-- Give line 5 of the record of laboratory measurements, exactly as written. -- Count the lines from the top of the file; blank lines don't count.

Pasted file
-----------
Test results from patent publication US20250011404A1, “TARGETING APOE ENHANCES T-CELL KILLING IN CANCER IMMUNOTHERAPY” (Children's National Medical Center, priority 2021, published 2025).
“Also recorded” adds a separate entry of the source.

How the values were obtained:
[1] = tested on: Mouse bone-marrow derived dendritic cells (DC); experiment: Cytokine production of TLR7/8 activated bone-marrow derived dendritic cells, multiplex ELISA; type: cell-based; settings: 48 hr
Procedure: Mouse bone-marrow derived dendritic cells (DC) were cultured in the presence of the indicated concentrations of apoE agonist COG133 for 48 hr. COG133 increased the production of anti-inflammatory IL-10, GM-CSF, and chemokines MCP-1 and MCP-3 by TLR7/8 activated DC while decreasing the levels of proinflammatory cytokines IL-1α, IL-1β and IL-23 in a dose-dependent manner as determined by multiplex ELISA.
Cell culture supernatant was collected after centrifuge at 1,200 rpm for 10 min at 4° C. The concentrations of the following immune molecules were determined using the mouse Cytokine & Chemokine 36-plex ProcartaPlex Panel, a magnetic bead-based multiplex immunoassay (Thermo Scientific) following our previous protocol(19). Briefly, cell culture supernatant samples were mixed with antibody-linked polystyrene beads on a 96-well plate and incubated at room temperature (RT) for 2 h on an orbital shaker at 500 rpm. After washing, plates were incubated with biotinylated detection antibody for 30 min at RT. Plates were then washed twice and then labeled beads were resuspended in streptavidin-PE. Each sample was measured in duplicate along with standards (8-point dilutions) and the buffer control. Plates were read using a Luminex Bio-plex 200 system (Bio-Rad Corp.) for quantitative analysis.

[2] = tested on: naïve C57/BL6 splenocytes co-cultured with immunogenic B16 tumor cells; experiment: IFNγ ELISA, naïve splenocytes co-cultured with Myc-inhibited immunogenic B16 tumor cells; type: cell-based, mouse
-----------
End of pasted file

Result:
Procedure: Mouse bone-marrow derived dendritic cells (DC) were cultured in the presence of the indicated concentrations of apoE agonist COG133 for 48 hr. COG133 increased the production of anti-inflammatory IL-10, GM-CSF, and chemokines MCP-1 and MCP-3 by TLR7/8 activated DC while decreasing the levels of proinflammatory cytokines IL-1α, IL-1β and IL-23 in a dose-dependent manner as determined by multiplex ELISA.